But as far as a group goes, I was too young to see Run DMC rise, but for me, Wu-Tang Clan is just the greatest story of, like, it's the American Dream in every weird way. Those guys had an amazing run in the '90s. They're just awesome. They could rock the Hollywood Bowl, it'd be a little bit grimy, maybe they'd need the Roots there to keep it cool.
I don't think they could even fill the Bowl at this point in their career...
Seriously. I forget that all the time and that's the thing about getting older, you just stay on your shit and think that certain things matter more than they do to other people.
How have your run-ins been with the rapper set?
In terms of music, you never know what you're going to get with somebody. I used to produce this syndicated show in New York called Hip Hop Nation and we'd crash video sets and do interviews and stuff. Some of the rappers, it just depends on what side of the bed they wake up on that morning. But getting more established and working for E! now, they kind of recognize the promo opportunity and get a little slick with it. I was told that I had six minutes with Kanye West and we ended up doing an hour and fifteen minutes. Akon is another one. You know who's really nice and genuine and actually used to be a ball-boy for the Chicago Bulls? Common. And he's kind of made the transition to being an established actor on films and he hasn't really shown the chops yet, but he's certainly established.
Which rapper do you think is the best actor?
Mos Def was an actor first, as a kid, and then got into music. In terms of just acting chops, I think Mos Def is the most talented of the bunch, if you want to include him. I think Ludacris has done a good taking on interesting projects, same with Common. Cube, obviously on a business level, might be the most successful one. I don't think he's really brought it, in terms of acting, since Three Kings -- I thought he was really good in that. And I was having a conversation the other day with someone, I think the best movie starring a rapper is probably Three Kings; I can't think of another one. I wish T.I. would do more. He only did American Gangster and ATL, but dude has some other things on his plate.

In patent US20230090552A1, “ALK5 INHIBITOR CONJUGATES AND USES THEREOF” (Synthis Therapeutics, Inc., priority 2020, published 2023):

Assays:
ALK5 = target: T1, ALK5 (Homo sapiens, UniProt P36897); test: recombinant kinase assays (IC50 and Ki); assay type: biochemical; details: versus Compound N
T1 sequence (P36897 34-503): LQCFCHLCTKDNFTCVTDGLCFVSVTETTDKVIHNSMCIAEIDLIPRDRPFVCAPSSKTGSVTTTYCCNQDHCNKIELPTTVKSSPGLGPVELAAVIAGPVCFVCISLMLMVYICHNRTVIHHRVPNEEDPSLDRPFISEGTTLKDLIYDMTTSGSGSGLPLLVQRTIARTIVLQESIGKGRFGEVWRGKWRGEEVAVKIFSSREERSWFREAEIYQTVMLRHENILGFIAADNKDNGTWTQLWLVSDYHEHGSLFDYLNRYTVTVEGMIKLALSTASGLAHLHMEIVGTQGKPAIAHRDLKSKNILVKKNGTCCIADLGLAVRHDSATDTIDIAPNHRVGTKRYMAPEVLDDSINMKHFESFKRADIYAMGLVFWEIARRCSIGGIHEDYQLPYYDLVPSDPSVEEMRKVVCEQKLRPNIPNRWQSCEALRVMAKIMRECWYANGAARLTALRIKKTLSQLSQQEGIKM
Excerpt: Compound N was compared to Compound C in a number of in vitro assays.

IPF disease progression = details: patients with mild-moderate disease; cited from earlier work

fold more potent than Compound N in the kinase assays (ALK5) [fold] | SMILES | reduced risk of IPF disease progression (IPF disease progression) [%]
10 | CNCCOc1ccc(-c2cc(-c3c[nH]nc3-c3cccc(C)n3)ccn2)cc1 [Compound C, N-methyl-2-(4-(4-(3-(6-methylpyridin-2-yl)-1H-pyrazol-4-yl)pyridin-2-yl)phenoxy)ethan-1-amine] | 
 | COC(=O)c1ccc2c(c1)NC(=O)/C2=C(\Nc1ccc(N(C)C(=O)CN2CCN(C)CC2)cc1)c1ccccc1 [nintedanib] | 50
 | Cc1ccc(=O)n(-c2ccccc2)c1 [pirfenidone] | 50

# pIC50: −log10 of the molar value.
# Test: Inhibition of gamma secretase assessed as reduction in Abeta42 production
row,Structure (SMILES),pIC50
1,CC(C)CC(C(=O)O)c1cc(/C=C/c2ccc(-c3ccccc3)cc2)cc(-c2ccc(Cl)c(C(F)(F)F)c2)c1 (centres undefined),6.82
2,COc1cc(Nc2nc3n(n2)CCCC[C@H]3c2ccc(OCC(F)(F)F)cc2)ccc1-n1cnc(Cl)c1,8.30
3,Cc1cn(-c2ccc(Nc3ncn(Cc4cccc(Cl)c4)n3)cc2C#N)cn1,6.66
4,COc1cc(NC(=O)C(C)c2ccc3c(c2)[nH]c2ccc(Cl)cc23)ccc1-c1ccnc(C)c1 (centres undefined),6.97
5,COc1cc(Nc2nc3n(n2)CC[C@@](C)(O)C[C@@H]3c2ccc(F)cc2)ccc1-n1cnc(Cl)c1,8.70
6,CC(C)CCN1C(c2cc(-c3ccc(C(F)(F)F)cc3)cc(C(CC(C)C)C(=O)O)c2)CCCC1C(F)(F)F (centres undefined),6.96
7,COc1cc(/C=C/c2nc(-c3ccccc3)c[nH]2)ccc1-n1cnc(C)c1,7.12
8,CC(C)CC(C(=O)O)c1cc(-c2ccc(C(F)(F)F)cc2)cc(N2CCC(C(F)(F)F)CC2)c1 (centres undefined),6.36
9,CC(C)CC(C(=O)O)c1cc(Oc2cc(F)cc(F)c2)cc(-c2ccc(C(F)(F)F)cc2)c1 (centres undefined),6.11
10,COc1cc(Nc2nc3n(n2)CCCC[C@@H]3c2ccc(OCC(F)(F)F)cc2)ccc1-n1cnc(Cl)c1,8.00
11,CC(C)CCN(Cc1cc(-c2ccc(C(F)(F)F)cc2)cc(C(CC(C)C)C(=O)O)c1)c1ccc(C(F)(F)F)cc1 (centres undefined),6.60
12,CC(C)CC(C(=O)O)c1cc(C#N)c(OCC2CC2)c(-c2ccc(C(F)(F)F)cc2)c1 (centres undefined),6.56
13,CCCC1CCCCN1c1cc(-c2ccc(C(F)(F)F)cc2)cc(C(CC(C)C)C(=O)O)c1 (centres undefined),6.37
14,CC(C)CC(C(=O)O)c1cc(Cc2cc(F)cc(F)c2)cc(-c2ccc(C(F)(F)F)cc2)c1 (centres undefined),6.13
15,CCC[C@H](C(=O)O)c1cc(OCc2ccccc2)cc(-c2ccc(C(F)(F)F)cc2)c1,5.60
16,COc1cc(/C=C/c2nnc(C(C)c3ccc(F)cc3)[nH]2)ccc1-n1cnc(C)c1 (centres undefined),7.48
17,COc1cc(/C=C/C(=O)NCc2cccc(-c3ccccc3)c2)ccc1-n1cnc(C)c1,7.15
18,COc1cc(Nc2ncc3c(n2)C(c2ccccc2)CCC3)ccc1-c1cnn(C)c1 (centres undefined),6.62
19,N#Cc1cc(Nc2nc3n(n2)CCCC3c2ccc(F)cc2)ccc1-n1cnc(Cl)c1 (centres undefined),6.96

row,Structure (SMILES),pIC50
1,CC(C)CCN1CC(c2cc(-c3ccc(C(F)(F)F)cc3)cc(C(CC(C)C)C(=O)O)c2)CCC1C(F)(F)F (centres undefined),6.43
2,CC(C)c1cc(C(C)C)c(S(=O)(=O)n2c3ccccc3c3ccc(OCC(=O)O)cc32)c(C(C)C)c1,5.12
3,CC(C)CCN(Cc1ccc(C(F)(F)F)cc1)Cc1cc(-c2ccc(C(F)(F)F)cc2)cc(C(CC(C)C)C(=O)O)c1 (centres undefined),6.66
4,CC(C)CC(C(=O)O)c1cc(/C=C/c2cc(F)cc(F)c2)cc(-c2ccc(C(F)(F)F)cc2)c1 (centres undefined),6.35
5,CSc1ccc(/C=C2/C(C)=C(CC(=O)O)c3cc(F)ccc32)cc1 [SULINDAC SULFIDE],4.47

Going the other way, what do you think of Joaquin Phoenix's career shift?
I hope it's genuine, I hope it's for real. I hope he's not on drugs. I don't think he is, but it's something you think about every time you see him...he lost his brother. I hope he is giving music a real shot, why not? I hope he comes back to acting. I just saw his new film, Two Lovers, with Gwyneth Paltrow, and he kills it. He's really, really vulnerable, it shows an adolescent quality to him, and it's just a cool New York love story. If he has ten more movies in him like this, as a fan of film, I hope he's not done with it. I heard Diddy is working on the album and if they're in the studio drinking Ciroq, why not? Go for it.
He was on a flight with me, I flew to New York over Thanksgiving, and it's kind of weird because I think he was wearing the same thing he wore in Vegas [when he fell off the stage in the infamous YouTube clip]. He had his little video camera with him and he was interviewing everyone on the plane -- the stewardesses, the passengers -- and it was the red eye, so everyone wanted to sleep. It was a little weird. I know Casey Affleck is doing something with him, so I just hope it's genuine, I hope it's not some 'Ahhh, we pulled a Borat on you!' I don't want to hear that shit.
So is it only rap and Genesis in your iPod?
It's so funny, we got caught up talking so much about hip-hop and that's kind of what I've always listened to and grown up with, but I am getting at an age in my love where I'm in a love-hate relationship with it. The monotony of it is a little cumbersome to my everyday; it's not conducive to being an adult sometimes. I'm on a Bruce Springsteen kick. I was late on that, but I don't know about dude, so I'm trying to listen to him a little bit more these days. Classic rock never goes out of style, so I'm trying to catch up.
Over the holidays, you, the critic, became part of the story, especially after the LA Times article. How'd you respond to that when word first came out about the story?
I was actually in Shanghai with some friends, celebrating New Year's Eve over there, my friend Clinton Sparks was DJing. It kind of put it all in perspective, when you see news like that in a foreign country with your friends, over the holiday and in a new year. I criticize people's work for a living and if they want to criticize me, then so be it. I love movies and it just comes with the gig, I suppose.